The first steps of a creative act are like groping in the dark: random and chaotic, feverish and fearful, a lot of busy-ness with no apparent or definable end in sight. There is nothing yet to research. For me, these moments are not pretty. I look like a desperate woman, tortured by the simple message thumping away in my head: “You need an idea.”
You need a tangible idea to get you going. The idea, however miniscule, is what turns the verb into a noun – paint into a painting, sculpt into sculpture, write into writing, dance into a dance.
Twyla Tharp, The Creative Habit
Steve Jobs is still Chairman, and may still hold more sway at Apple than any of us know. (I hope so!)
But the compilations of Jobs’ stories and quotes are everywhere, including on this blog (just scroll through yesterday’s posts). I found this terrific article at the Poynter site, How Steve Jobs has changed (but not saved) journalism by Jeff Sonderman. The entire article is worth reading, but here is a key quote, from a 2004 Business Week article:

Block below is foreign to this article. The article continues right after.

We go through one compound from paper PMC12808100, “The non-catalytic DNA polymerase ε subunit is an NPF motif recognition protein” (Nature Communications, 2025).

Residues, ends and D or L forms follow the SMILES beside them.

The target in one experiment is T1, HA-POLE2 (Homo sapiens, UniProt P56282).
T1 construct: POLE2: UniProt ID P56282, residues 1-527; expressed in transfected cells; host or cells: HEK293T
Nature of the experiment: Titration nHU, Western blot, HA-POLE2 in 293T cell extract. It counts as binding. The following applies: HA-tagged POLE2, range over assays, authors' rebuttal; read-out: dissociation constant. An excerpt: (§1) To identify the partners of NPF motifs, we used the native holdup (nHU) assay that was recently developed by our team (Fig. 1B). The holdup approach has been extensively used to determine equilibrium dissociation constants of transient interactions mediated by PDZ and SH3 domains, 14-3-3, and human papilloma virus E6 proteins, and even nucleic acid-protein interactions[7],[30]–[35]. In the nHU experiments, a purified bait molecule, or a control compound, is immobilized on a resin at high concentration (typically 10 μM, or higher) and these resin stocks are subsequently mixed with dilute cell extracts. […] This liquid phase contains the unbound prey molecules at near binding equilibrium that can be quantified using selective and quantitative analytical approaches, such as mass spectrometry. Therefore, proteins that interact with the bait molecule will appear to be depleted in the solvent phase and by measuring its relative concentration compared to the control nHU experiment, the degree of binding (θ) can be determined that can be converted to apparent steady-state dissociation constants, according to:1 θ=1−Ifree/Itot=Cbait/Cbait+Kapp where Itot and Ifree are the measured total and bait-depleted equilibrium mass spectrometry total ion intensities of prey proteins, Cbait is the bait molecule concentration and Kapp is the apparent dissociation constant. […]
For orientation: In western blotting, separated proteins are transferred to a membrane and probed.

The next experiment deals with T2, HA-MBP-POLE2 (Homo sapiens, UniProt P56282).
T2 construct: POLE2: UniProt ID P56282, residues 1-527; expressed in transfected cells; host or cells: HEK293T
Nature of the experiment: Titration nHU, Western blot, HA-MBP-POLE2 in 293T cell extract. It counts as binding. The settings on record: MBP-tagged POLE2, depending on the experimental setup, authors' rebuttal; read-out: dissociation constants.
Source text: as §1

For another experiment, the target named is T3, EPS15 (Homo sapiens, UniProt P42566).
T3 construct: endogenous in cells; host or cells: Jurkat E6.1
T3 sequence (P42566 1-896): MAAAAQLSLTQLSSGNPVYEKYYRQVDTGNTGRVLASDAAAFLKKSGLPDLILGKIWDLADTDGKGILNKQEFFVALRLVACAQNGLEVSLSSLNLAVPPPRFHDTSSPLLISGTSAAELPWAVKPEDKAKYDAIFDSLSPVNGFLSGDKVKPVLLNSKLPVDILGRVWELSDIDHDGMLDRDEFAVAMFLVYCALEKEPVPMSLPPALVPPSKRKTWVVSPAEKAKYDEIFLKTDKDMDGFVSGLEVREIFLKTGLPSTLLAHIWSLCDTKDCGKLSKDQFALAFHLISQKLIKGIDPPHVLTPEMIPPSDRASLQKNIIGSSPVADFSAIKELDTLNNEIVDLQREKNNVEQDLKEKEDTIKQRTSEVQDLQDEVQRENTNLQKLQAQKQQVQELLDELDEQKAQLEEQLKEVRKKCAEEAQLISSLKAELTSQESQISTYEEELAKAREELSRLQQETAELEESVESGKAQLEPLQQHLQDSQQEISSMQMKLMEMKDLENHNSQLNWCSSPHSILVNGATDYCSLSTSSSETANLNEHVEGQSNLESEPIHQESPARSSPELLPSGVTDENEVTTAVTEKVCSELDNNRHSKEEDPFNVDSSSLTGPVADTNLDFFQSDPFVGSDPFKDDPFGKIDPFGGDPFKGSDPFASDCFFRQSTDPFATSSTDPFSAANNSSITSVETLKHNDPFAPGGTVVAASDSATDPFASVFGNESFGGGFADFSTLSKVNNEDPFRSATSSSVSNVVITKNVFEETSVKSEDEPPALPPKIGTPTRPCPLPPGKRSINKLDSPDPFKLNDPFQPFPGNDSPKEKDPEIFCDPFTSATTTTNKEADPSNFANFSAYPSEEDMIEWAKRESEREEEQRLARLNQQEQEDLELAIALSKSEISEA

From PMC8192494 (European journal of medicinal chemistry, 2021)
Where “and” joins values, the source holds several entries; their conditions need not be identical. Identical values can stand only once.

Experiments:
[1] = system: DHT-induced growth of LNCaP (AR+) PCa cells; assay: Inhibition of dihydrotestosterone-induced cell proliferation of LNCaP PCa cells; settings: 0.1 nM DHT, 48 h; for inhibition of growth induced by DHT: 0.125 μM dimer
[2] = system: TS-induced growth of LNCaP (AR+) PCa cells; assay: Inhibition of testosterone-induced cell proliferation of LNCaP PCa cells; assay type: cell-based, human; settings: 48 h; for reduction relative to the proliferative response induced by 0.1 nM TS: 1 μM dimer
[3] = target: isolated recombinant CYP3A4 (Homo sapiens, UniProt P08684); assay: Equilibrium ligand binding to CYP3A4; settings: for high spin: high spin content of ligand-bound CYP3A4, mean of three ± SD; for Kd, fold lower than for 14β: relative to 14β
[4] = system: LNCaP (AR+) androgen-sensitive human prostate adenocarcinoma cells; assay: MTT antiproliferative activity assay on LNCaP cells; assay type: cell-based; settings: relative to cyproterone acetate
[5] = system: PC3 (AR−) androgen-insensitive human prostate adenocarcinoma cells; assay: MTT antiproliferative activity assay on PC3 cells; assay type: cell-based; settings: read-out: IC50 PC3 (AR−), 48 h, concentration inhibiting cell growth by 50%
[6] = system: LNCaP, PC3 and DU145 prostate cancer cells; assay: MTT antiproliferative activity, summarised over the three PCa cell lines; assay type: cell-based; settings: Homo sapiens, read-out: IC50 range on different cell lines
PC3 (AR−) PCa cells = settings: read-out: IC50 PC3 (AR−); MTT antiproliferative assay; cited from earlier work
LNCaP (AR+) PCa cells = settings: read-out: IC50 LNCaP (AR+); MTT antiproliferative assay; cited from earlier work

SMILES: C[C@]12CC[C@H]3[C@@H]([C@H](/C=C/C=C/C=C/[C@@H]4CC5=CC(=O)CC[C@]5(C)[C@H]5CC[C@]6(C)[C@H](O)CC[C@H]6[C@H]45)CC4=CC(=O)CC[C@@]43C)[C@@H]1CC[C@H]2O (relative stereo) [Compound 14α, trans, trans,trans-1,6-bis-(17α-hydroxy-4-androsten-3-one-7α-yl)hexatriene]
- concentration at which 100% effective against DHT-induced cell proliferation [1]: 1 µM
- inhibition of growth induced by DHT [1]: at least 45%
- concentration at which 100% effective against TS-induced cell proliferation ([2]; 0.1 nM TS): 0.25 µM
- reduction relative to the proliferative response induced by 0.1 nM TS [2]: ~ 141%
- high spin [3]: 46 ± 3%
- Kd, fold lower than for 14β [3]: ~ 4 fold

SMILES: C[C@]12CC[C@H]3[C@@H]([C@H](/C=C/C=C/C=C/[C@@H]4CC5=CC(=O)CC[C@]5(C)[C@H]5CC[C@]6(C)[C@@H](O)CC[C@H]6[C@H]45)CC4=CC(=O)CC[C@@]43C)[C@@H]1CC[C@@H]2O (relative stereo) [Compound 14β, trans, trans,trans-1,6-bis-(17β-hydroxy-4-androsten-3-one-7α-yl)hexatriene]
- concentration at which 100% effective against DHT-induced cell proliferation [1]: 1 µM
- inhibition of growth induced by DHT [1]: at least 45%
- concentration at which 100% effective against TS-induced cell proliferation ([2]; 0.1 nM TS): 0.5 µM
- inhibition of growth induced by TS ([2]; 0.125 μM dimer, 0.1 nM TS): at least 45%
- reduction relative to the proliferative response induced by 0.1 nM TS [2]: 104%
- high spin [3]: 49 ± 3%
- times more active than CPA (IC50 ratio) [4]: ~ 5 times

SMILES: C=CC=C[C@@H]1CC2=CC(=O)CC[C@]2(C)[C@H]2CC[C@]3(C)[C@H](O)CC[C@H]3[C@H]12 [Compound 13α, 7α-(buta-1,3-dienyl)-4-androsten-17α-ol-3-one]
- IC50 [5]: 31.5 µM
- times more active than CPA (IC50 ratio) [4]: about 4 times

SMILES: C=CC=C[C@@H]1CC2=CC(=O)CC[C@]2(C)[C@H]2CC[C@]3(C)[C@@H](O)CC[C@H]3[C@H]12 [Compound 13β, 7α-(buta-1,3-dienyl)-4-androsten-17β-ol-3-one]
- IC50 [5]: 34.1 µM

“Innovation comes from people meeting up in the hallways or calling each other at 10:30 at night with a new idea, or because they realized something that shoots holes in how we’ve been thinking about a problem. It’s ad hoc meetings of six people called by someone who thinks he has figured out the coolest new thing ever and who wants to know what other people think of his idea.
And it comes from saying no to 1,000 things to make sure we don’t get on the wrong track or try to do too much. We’re always thinking about new markets we could enter, but it’s only by saying no that you can concentrate on the things that are really important.”
So, where does that very best new idea come from? From an environment that is a swirling hotbed of conversations, ongoing, coming up with lots of ideas, and saying no to all of the good ones until you are left with only the very, very best ONE.